Lets face it, medical errors occur because we are all human.
No one likes to talk about them, the unspoken: medical errors. What are we afraid of? Someone was wrong and needs to be punished. Someone should be sued. Isn’t that the way the course of conversation goes, or we think it will go? But here’s a reality: medical errors occur because we are all human. We NEED to talk about errors that occur, to learn and prevent the same thing from happening next time.
Vice President Joe Biden and former President Bill Clinton spoke at the Patient, Safety, Science and Technology Summit in Irvine California this past weekend to weigh in with healthcare professionals about medical errors and patient safety. The goal: “Zero deaths due to medical errors by 2020”. http://www.beckershospitalreview.com/quality/bill-clinton-joe-biden-weigh-in-on-patient-safety.html
What is a medical error? How often do medical errors happen? Is there anything a family caregiver can do while a loved one undergoes care?
Medical errors are often caused by subtle, difficult to pinpoint “melt-downs” in processes, functions, systems, communications. Medical errors result from assumptions made, misinterpretations of facts and data, limited viewpoints.
All health care providers, family members and patients contribute to the causes. Communications are key and must be valid, concise, and pointed to assure a small misinterpretation of the information available doesn’t become a huge medical error and even accidental death. In medical error review, clinicians are taught they must ask “why” enough times to get to the “root cause” of any error.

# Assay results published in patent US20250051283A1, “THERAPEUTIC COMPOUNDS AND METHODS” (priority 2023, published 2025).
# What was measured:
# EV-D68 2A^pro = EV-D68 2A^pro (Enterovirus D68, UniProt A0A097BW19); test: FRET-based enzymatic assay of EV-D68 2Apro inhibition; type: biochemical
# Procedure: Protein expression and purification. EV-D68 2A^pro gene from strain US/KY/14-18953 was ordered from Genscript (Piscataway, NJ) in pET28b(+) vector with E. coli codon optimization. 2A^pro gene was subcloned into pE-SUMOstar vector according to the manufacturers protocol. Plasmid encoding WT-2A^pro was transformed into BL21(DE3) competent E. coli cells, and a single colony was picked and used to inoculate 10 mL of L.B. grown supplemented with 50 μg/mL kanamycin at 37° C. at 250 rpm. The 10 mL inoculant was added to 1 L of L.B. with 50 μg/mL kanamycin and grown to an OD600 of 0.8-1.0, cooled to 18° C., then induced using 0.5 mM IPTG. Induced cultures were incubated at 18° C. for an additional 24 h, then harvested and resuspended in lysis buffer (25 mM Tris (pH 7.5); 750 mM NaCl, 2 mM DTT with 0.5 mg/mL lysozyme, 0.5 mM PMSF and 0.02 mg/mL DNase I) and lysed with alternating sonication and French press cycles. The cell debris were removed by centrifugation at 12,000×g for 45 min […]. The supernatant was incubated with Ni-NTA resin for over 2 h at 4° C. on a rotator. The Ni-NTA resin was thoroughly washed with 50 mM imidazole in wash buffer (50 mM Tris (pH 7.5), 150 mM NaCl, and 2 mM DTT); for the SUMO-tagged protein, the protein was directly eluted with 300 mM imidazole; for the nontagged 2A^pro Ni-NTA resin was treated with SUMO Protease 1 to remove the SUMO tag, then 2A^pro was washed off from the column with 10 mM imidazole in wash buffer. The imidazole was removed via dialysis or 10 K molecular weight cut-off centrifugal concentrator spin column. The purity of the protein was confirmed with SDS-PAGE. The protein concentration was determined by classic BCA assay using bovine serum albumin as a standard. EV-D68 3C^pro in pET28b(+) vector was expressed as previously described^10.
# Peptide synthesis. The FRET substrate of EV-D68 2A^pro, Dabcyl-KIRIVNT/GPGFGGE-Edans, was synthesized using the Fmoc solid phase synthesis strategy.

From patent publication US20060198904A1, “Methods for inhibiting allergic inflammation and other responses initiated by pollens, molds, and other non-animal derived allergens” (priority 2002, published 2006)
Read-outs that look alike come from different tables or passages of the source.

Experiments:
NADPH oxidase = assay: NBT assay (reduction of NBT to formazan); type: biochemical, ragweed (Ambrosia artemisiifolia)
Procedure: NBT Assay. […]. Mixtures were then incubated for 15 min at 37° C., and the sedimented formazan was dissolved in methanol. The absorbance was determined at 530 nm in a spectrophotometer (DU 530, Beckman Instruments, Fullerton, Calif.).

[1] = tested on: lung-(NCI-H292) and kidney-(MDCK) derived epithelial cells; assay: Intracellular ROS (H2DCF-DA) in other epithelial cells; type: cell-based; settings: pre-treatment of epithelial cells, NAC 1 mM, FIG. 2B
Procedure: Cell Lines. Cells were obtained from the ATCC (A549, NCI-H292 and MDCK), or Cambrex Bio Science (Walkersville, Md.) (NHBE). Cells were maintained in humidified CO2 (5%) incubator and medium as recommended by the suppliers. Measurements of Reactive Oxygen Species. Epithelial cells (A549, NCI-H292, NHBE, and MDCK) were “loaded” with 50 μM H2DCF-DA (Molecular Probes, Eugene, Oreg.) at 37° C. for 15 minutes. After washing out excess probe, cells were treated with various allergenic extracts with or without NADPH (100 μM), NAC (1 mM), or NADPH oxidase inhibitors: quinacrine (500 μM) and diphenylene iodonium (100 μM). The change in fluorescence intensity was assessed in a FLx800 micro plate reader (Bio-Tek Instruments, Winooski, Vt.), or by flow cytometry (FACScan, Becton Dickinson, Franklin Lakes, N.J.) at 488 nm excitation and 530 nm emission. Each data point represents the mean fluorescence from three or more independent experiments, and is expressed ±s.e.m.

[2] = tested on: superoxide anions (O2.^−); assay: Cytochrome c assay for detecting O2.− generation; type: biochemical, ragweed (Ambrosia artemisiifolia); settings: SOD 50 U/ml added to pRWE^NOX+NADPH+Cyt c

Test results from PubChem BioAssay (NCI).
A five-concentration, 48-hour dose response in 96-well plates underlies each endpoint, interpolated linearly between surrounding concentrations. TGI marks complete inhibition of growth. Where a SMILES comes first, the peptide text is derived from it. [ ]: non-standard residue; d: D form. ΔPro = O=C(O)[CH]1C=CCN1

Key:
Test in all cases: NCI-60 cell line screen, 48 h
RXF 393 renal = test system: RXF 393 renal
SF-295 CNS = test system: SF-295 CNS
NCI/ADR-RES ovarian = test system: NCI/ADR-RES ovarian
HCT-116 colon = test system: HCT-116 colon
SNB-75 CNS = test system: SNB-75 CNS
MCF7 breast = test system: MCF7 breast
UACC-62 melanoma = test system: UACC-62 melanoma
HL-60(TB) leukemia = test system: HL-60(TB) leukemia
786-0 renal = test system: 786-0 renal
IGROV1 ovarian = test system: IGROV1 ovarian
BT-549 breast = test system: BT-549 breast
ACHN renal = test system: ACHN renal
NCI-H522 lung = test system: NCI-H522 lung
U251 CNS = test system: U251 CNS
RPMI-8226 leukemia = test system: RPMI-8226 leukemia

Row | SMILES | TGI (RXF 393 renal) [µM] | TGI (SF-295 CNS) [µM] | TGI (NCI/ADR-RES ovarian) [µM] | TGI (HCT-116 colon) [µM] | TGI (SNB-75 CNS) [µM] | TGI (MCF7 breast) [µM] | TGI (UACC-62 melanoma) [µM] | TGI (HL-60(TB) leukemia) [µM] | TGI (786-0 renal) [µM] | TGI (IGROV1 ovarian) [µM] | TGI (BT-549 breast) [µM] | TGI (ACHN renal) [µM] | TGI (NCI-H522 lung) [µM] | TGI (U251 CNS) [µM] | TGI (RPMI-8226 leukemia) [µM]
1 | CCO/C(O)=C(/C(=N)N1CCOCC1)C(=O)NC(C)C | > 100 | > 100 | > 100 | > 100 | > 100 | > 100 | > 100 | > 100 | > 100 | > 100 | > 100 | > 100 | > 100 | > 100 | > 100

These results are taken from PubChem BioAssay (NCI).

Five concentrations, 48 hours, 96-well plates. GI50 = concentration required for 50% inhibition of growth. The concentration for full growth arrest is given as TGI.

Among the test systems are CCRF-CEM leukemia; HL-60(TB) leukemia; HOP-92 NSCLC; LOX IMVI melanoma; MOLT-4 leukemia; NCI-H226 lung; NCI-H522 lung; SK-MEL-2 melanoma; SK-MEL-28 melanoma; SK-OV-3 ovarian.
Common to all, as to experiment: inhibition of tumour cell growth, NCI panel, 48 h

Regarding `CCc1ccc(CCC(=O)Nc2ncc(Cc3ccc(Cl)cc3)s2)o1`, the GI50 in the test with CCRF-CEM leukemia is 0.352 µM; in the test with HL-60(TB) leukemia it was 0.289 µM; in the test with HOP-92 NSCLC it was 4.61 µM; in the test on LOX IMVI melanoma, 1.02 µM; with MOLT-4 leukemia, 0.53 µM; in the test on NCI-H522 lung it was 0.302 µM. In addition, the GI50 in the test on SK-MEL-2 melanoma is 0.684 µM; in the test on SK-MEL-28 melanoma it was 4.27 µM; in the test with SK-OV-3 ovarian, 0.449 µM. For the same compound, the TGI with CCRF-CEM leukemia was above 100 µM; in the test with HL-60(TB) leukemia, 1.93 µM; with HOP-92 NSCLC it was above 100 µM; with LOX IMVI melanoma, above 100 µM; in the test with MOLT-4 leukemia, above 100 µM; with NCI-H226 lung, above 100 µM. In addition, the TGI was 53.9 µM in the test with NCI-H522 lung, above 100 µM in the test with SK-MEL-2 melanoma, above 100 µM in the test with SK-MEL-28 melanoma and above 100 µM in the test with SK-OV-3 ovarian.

Here’s a scenario from the case files that shows just how easily medical errors can happen (facts and names have been altered to protect privacy):
Muriel is visiting her 78 year old mother Mary, who has been in the hospital ICU for the past week. Muriel notices Mom is less alert today and is confused (not her norm), talking about Aunt Audrey visiting. Aunt Audrey has been deceased for the past 8 years. Muriel mentions her concerns to Stacy, her nurse today who has just entered her room to give Mary her medications. Muriel tells Stacy “Mom is confused today. She seems to think my dead aunt visited her today and she isn’t very alert. I had a hard time waking her and by the time I finished my sentence, she dropped off to sleep again”. Stacy tells Muriel that “ICU syndrome” or “ICU delirium” is not unusual, because Mary has been having a hard time getting a good night’s rest in the ICU. “It happens quite often, and besides she’s 78…she’s likely to be confused”, she reasons with Muriel.